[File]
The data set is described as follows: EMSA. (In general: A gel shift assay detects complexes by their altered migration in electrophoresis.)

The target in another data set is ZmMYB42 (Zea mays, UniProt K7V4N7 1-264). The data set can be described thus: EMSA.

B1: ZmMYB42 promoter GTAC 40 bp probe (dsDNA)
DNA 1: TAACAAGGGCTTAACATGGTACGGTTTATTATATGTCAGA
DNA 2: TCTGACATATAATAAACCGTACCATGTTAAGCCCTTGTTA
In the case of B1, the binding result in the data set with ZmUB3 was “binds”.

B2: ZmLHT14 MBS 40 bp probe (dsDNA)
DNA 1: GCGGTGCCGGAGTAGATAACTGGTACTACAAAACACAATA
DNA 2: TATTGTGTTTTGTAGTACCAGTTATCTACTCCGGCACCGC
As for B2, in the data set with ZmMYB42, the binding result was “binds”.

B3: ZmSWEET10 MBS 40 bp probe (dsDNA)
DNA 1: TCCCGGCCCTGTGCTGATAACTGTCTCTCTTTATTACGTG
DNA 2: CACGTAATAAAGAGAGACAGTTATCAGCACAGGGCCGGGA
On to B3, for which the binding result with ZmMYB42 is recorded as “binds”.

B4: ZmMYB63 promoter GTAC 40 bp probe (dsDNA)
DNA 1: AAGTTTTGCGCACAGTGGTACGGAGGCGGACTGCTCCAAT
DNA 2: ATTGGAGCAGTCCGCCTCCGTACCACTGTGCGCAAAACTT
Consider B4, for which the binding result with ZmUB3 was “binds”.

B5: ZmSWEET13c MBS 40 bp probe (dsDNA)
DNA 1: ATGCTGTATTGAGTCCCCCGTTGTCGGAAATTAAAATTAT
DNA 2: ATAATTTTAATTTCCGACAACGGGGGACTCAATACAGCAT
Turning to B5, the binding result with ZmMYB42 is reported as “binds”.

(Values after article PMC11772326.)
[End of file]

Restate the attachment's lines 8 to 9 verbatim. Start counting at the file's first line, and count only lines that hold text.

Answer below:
DNA 1: GCGGTGCCGGAGTAGATAACTGGTACTACAAAACACAATA
DNA 2: TATTGTGTTTTGTAGTACCAGTTATCTACTCCGGCACCGC